Data vs dollars: the race for new AI research tools

Microsoft announces Accelerate Foundation Models Research, “a global research network and a resource platform that enables researchers in computer science and many other disciplines to engage with some of the greatest technical and societal challenges of our time.”

Good-o, but where will the data they search come from?

Presumably everything available through Open Access for a start and what is scrapeable from research sites. But does that not still leave a mass of research behind publisher paywalls?

The learned Danny Kingsley asked about this in March and got a bunch of informed but not consistent commentary in reply.

And she pointed to a core question for the future of research, “it has been hard enough for those in the Open Access movement to deal with the shapeshifting of commercial publishers from their role as publishers to that of data wranglers. What happens if it morphs further?

Elsevier is keen to find out – announcing in August, an AI for its Scopus database, which “provides easy-to-read topic summaries based on trusted content from over 27,000 academic journals, from more than 7,000 publishers worldwide, with over 1.8bn citations.”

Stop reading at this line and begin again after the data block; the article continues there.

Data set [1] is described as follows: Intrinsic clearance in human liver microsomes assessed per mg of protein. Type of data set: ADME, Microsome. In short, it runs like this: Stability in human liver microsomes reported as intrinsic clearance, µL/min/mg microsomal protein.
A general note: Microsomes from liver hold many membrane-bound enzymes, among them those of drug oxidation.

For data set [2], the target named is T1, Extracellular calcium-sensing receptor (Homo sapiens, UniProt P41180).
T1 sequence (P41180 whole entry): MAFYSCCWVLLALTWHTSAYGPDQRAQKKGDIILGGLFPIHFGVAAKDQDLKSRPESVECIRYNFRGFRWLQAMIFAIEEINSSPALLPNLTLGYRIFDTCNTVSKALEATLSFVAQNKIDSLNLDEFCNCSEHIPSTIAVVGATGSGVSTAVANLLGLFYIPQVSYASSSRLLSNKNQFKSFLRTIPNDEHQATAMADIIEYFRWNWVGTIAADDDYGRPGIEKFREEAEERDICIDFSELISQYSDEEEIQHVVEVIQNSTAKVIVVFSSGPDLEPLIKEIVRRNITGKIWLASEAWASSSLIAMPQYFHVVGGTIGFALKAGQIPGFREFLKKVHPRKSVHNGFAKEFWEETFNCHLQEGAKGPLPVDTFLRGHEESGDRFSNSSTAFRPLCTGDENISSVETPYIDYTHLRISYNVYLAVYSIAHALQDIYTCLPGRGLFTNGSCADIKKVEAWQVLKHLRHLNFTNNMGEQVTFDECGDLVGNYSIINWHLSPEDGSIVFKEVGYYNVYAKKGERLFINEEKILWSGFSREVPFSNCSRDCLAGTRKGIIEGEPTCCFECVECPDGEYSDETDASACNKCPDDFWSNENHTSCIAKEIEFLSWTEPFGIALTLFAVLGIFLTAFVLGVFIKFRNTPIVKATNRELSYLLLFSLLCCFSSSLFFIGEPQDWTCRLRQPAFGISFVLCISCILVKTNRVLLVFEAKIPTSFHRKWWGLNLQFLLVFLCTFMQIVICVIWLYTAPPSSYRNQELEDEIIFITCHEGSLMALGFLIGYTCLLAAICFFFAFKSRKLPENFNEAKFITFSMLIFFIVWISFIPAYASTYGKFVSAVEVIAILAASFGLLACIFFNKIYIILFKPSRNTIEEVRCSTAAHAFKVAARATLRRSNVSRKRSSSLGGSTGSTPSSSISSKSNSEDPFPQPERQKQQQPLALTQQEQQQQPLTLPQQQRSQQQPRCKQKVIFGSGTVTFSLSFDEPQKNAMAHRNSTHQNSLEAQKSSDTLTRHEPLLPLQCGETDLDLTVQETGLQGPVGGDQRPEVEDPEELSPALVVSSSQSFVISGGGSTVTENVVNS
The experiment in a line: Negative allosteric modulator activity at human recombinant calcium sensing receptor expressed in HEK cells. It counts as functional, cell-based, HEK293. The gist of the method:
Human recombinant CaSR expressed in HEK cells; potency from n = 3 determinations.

Which is good but, unsurprisingly, will cost; “full product pricing and availability will be determined and shared in the future” Elsevier advises.

The question which offering represents the best deal, at least for open access search functions with embedded AI than services from no-cost competitors and the specialist services to come.

Google Bard searches Scholar, as well as Scopus, for material that isn’t paywalled. So does Microsoft Academic – which also claims a summary function that cites sources.

The AI challenge for Elsevier is how to keep consumers paying in a world where ever-more content is open access.

Much like journal publishing.



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